Rare CMT1 Case Due to Simultaneous Mutations in MPZ and MFN2 Genes

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by Patricia Inacio PhD |

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A 12-year-old boy with Charcot-Marie-Tooth type 1 (CMT1) was found in a rare case study to carry variants in two different genes, MPZ and MFN2.

The variant in MPZ has been previously described and was deemed likely the main cause of CMT in the patient, while the MFN2 variant may have contributed to his symptoms.

The report, “Concomitant MPZ and MFN2 Gene Variants and Charcot Marie Tooth Disease in a Boy: Clinical and Genetic Analysis — Literature Review,” was published in the journal Case Reports in Pediatrics.

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CMT is a group of inherited progressive disorders of the peripheral nervous system, which controls movement and sensation in the limbs. Among other subtypes, the disorder is mainly divided into “demyelinating CMT,” also known as CMT1, and “axonal CMT,” or CMT type 2 (CMT2). 

Mutations in more than 100 genes have been shown to cause the various types of CMT, but over 90% of cases are linked to mutations in four genes: PMP22, GJB1, MPZ, and MFN2.

In this report, researchers in Italy described the case of a patient presenting typical features of CMT1 who carried mutations in both the MPZ and MFN2 genes.

The boy was admitted to the Unit of Clinical Pediatrics, in Catania, due to muscle weakness, walking disturbances, and an abnormal curve of the spine (a condition called kyphoscoliosis). No neurological symptoms were found in his parents and twin sister.

The boy had been born early, when his mother was 34 weeks pregnant. He had remained hospitalized after delivery and underwent surgery for a bilateral inguinal hernia (when tissue protrudes through a weak spot in the abdominal muscles). His mother said that he was delayed in motor development — he began walking at 22 months with frequent falls and a tendency toward stepping gait and tiptoe. Cognitive development was normal.

By age 7, and due to hearing loss in both his ears, he received a cochlear implant — a small device that electrically stimulates the cochlear nerve and provides a sense of sound.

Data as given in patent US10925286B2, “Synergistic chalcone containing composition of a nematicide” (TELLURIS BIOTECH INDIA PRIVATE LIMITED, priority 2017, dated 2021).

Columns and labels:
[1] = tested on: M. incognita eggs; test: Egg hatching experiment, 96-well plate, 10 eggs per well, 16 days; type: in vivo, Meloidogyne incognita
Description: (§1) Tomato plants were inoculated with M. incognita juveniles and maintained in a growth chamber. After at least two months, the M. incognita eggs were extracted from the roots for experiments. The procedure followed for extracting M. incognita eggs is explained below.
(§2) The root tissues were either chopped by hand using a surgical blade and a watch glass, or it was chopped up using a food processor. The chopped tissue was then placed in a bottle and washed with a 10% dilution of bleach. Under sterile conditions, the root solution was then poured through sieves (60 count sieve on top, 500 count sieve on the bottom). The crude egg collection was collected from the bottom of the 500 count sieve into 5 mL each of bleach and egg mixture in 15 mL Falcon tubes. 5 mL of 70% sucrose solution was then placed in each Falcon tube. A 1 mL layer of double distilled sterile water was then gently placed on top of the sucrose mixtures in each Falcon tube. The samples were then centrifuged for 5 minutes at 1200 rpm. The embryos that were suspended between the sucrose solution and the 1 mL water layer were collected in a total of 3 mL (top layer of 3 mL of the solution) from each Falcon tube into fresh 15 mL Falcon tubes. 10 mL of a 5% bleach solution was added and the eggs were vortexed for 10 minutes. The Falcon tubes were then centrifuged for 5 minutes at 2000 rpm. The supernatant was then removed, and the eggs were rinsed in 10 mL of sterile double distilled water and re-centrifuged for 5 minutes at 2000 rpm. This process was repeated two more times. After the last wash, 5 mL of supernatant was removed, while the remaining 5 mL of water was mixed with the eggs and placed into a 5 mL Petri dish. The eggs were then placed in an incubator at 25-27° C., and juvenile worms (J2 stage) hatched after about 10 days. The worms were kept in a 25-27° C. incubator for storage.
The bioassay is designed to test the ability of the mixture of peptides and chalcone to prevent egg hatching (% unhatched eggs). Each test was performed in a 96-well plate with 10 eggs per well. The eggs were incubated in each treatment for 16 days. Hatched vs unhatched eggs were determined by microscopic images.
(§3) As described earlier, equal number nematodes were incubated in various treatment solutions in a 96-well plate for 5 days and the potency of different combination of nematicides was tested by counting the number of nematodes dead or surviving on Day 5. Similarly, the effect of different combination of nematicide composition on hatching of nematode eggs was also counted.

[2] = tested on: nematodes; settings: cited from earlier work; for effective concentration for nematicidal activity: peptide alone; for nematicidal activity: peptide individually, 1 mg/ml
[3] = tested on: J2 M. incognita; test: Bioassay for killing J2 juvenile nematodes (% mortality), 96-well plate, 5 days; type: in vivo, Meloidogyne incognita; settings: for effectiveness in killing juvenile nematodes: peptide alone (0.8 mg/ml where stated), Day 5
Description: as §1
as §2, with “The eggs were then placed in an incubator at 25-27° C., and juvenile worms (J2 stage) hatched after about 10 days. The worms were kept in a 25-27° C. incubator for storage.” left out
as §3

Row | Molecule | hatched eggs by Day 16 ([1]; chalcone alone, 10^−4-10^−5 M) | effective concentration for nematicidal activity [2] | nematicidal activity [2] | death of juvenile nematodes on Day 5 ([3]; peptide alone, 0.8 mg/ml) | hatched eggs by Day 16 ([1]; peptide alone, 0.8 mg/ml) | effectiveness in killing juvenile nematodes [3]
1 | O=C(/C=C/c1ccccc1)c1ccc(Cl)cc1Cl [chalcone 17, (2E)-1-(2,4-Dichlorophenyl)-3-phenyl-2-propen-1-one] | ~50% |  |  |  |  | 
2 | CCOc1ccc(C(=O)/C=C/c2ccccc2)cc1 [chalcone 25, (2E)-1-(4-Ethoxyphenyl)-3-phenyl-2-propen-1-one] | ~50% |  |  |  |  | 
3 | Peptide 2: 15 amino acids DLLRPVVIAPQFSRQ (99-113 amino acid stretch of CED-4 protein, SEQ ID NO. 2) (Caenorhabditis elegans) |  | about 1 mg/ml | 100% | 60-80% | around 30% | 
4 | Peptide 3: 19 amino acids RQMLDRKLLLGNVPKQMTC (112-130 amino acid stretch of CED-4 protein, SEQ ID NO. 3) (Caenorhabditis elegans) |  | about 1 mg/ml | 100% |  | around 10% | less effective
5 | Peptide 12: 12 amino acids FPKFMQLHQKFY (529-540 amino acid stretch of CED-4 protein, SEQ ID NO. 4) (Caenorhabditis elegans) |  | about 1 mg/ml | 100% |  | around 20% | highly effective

At the time, he showed lower muscle mass, especially in the legs, but preserved muscle strength. He had difficulties walking, with a tendency to tiptoe. The boy also had pes cavus, or high foot arch, a symptom of CMT in both feet and a shortening of the left Achilles tendon.

He was discharged with a diagnosis of CMT but was re-admitted one year later. His weight, height, and blood pressure were found to be normal, as were the function of his heart, lungs, spleen, and liver.

Neurological examination revealed impairments in his touch and vibratory sensation, and in his ability to sense movement and location. A partial improvement in the boy’s hearing was reported. Comprehensive blood analysis showed all parameters analyzed were normal.

Electrophysiological tests (the study of how electrical signals are transmitted in the nervous system) confirmed the absence of response after sensitive and motor stimulation. The flow of electrical stimuli via the peroneal nerve — which supplies movement and sensation to the lower leg, foot, and toes — was decreased.

Genetic analysis of the boy’s DNA revealed two variants, one in the MPZ gene (c.233 C>T p.Ser 78Leu) and the other in the MFN2 gene (c.1403 G>A p.Arg 468His).

The variant in MPZ has been described in the literature as disease-causing for CMT1B, while the mutation in MFN2 is reported as a variant of uncertain significance.

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Overall, “the present case shows that MPZ (c.233C<T) mutation gene may likely be the main pathogenetic cause of the CMT in this young boy and the concomitant presence of MFN2 (c.1403G>) gene mutation could have contributed to the clinical expression,” the researchers wrote.

Hearing problems in children should be followed by a “more thorough evaluation of the muscle condition as it may be a clue of possible CMT disorder and precocious treatment of the auditory dysfunction is mandatory,” the report noted.